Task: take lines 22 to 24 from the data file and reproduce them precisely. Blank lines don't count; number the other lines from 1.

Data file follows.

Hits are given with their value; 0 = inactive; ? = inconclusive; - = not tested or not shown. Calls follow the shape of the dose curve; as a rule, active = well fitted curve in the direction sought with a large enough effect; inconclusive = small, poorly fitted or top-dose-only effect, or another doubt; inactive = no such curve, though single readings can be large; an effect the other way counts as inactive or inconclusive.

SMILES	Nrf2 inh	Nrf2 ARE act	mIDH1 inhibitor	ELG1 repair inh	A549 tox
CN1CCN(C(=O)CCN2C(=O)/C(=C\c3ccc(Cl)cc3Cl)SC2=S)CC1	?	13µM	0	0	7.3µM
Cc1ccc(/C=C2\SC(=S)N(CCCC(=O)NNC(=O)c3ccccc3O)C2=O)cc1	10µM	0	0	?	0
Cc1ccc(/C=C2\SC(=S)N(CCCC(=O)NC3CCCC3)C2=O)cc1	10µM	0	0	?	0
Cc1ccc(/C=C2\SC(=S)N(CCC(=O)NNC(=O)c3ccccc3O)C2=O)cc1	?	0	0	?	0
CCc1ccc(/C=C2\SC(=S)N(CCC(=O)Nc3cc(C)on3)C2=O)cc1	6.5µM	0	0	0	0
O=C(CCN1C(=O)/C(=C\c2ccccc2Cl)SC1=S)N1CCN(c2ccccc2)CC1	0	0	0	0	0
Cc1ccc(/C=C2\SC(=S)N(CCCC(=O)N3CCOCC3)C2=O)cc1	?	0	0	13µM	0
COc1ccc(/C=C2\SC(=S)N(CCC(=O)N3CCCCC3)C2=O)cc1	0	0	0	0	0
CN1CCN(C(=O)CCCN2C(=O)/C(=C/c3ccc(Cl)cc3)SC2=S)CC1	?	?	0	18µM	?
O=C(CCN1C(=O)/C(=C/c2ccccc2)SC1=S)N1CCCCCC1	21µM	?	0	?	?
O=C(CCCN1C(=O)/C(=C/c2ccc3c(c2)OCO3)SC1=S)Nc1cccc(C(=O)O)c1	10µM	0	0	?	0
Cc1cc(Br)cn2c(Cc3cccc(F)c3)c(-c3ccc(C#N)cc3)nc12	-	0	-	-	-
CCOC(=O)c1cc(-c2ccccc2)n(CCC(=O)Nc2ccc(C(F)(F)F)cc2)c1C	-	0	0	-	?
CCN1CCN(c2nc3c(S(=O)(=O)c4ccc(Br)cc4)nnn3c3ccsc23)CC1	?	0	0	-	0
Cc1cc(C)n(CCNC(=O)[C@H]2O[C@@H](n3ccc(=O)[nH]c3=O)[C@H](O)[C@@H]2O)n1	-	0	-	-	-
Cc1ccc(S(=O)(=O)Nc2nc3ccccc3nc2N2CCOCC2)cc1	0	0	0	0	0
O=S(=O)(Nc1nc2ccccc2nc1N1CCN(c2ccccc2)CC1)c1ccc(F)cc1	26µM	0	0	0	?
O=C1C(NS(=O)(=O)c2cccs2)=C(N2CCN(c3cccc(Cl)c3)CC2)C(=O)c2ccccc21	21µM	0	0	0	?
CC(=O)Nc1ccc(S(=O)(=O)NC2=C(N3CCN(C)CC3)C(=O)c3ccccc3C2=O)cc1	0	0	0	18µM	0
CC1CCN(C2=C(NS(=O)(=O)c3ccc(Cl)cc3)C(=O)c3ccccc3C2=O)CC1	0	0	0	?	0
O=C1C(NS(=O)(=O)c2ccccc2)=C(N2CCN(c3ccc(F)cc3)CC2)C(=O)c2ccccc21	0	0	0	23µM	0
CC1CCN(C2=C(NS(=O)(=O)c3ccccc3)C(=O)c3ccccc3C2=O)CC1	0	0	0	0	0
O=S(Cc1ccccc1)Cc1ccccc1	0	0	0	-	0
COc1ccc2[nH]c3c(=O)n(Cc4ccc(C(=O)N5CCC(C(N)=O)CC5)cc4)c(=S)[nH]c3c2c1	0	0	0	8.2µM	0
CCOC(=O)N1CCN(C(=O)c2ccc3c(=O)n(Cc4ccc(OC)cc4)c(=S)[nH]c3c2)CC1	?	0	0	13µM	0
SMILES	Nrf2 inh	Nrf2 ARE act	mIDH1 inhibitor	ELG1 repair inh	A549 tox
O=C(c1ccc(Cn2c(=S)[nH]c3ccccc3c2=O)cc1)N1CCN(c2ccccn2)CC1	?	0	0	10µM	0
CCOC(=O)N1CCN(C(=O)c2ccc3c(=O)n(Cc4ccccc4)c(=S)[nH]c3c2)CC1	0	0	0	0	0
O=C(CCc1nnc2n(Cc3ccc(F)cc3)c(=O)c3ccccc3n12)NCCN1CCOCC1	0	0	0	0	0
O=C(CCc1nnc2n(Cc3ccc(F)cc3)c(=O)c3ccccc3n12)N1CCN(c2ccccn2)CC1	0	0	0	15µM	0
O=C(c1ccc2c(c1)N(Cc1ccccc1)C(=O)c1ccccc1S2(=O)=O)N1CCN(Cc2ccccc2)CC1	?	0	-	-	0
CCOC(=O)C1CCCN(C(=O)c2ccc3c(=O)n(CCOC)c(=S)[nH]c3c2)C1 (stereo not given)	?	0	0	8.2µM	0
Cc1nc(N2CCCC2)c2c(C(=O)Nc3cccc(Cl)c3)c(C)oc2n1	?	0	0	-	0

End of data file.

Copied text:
CC1CCN(C2=C(NS(=O)(=O)c3ccc(Cl)cc3)C(=O)c3ccccc3C2=O)CC1	0	0	0	?	0
O=C1C(NS(=O)(=O)c2ccccc2)=C(N2CCN(c3ccc(F)cc3)CC2)C(=O)c2ccccc21	0	0	0	23µM	0
CC1CCN(C2=C(NS(=O)(=O)c3ccccc3)C(=O)c3ccccc3C2=O)CC1	0	0	0	0	0